Of course I took a few days to be really sad. Im not scared to admit that. The diagnosis, although not unexpected, hit me like a ton of bricks. I remember I felt like the rug had been pulled out from under me. I didnt know what to do, how to act, or where to start. My son had a label. I was the mom to a little boy with Autism. My life felt foreign to me.
I remember just sitting in my living room watching Cooper as he watched TV for hours. I wanted to see if he seemed autistic. Was he different than before the diagnosis? He seemed no different in my opinion. Same beautiful kid.
Because Everyone Else Does It
Autists reveal what are social norms because they often flout them . This in turn reveals that much more of the world is built upon social norms than I had thought.
We do things because other do things. Lemmings. Herd mentality. All well documented. Yet it goes deeper to matters you would not question until an autist throws it, into stark relief.
Why do boys wear blue and girls pink? They did not 80 years a go. It’s a social norm created by marketeers. Why do we shake hands ? . Why don’t we speak truth to power ? Most autists I observe do not lie. If a person is fat, why not say they are fat ? Is it more harmful to turn from the truth Question if something is right, do not rely on the fact that everyone else does it.
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Things Being The Mom Of An Autistic Child Has Taught Me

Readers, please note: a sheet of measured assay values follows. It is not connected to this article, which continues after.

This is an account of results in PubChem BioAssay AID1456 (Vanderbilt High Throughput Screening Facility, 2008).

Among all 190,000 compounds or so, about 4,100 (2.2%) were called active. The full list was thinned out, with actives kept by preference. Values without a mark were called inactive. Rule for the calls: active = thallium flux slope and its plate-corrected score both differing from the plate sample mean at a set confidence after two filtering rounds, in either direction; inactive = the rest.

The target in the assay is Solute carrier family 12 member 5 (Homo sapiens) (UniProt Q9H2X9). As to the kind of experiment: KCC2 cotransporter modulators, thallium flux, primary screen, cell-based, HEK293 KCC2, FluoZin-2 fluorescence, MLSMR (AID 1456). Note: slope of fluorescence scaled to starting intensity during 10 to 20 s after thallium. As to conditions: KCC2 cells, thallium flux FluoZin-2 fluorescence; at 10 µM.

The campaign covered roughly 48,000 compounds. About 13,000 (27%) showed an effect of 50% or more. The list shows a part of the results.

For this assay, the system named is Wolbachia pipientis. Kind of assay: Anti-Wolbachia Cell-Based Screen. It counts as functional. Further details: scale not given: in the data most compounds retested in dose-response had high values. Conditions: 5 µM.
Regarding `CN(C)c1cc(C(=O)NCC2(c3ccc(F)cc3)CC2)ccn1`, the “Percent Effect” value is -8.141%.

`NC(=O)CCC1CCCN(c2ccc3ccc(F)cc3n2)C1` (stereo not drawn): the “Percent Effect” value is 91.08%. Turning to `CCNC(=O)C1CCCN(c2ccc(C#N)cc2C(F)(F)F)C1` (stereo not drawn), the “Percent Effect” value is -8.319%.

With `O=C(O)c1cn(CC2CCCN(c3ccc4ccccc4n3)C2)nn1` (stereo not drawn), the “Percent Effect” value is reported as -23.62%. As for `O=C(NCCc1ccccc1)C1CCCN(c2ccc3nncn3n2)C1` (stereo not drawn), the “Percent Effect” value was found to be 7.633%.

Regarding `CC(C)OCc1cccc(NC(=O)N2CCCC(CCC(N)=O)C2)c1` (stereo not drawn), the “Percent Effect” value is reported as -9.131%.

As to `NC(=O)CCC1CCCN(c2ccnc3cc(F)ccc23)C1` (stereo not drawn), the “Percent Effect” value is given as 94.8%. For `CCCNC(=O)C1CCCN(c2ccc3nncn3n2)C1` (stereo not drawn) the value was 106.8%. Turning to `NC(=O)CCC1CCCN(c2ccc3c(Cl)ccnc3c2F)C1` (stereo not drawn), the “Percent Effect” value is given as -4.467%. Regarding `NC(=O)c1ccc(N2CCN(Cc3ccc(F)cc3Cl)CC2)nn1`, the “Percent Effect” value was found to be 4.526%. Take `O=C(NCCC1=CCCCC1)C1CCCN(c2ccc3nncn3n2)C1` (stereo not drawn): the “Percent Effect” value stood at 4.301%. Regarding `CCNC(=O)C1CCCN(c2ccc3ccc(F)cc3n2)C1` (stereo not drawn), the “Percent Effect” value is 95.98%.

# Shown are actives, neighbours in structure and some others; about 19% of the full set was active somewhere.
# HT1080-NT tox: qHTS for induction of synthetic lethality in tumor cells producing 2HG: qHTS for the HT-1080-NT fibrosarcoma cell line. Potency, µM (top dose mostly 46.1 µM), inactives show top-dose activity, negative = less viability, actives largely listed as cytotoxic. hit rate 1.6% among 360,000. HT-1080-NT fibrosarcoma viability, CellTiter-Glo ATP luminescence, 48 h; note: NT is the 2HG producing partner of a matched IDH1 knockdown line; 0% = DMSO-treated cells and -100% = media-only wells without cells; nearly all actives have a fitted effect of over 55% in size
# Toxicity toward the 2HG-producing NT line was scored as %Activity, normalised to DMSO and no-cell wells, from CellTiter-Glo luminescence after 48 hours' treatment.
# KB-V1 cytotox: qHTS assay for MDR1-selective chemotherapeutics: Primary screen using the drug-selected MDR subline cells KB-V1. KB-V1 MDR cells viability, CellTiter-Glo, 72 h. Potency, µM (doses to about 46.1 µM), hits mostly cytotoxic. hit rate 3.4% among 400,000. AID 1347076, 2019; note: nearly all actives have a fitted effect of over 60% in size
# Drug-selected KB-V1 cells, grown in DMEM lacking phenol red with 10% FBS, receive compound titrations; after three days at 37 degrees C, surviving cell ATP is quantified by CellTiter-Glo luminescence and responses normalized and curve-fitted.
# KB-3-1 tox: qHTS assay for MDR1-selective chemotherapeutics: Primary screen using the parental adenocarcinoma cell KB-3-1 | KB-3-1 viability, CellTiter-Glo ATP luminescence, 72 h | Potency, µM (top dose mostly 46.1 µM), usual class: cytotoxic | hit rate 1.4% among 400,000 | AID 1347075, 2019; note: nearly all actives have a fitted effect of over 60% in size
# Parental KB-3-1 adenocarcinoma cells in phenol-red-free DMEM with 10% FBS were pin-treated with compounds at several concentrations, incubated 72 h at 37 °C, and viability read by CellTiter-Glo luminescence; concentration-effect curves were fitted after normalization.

Once upon a time, I began to realize my amazing first-born stood out more than I thought. I knew he was special, with his infectious affection and incredible jump-up-and-down-arm-flapping excitement. I knew he saw the world with passion; he reacted severely both in joy and displeasure. I knew his heart was full and his mind was active, yet as he continued to grow, the development of his abilities was unlike other children. He knew his alphabet and numbers by a few months after his 2nd birthday, but he couldnt string two words together. He could put together a 24-piece puzzle, but he couldnt hear no without reacting with force, frustration and anger.
After my father visited and gently advised that I check, I read and read and didnt sleep for days. I knew my son is Autistic. I also knew it wasnt a tragedy. I knew it meant more effort to teach some things, but it also meant gifts, lessons and joy I wouldnt know otherwise. Still, the reality of parenting can be filled with uncertainty.
So I continued to learn all I could, both about autism and about my sons uniqueness. Most of all, though, I had to learn how to balance apparent opposites in my parenting and, honestly, in all other aspects of my life. I had to learn how to balance conviction and flexibility, discipline and gentility, endurance and self-care.
1. It taught me that every behavior has a motive and an end. It is not without reason.
2. It taught me to be patient.
3. It taught me to exercise self-care.